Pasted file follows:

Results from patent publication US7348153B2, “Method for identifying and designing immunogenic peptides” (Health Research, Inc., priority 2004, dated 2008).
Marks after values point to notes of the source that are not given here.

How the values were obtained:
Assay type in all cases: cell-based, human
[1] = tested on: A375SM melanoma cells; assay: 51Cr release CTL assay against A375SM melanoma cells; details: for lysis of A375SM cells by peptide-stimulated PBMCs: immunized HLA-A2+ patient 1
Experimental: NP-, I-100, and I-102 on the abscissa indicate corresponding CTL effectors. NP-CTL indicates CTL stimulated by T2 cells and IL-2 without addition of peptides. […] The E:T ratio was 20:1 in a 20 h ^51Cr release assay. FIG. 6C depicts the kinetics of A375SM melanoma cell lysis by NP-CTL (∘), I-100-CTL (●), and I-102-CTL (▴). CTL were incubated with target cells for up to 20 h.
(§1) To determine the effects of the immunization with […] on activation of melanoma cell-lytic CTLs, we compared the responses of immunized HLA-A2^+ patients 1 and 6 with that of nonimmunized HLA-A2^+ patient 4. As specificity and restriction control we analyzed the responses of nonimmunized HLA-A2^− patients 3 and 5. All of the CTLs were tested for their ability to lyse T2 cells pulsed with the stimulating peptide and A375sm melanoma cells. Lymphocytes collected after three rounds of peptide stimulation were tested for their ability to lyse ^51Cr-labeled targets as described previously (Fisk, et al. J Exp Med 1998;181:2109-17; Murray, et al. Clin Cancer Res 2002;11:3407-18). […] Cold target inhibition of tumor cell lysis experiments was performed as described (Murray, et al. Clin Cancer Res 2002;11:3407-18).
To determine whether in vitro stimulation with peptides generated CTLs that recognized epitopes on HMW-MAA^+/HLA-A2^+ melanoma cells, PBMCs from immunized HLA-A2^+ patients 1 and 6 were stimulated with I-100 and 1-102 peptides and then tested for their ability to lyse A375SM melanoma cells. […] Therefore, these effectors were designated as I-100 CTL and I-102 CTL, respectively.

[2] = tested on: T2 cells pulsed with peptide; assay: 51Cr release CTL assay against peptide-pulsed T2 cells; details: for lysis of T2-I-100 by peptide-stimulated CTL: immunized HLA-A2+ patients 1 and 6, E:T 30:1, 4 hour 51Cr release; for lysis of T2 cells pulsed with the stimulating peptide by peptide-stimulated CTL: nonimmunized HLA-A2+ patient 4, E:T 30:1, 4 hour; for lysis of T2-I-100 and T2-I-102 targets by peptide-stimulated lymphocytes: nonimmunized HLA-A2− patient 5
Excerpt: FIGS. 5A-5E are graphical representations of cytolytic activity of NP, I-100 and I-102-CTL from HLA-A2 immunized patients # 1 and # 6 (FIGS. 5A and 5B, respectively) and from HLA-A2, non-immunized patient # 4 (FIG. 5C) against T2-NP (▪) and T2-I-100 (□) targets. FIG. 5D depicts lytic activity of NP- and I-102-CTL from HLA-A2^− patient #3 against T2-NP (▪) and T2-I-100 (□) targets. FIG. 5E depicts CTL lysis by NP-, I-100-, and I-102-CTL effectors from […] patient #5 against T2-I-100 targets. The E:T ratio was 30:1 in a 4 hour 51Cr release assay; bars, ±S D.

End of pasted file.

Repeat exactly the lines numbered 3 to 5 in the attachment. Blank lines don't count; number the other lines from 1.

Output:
How the values were obtained:
Assay type in all cases: cell-based, human
[1] = tested on: A375SM melanoma cells; assay: 51Cr release CTL assay against A375SM melanoma cells; details: for lysis of A375SM cells by peptide-stimulated PBMCs: immunized HLA-A2+ patient 1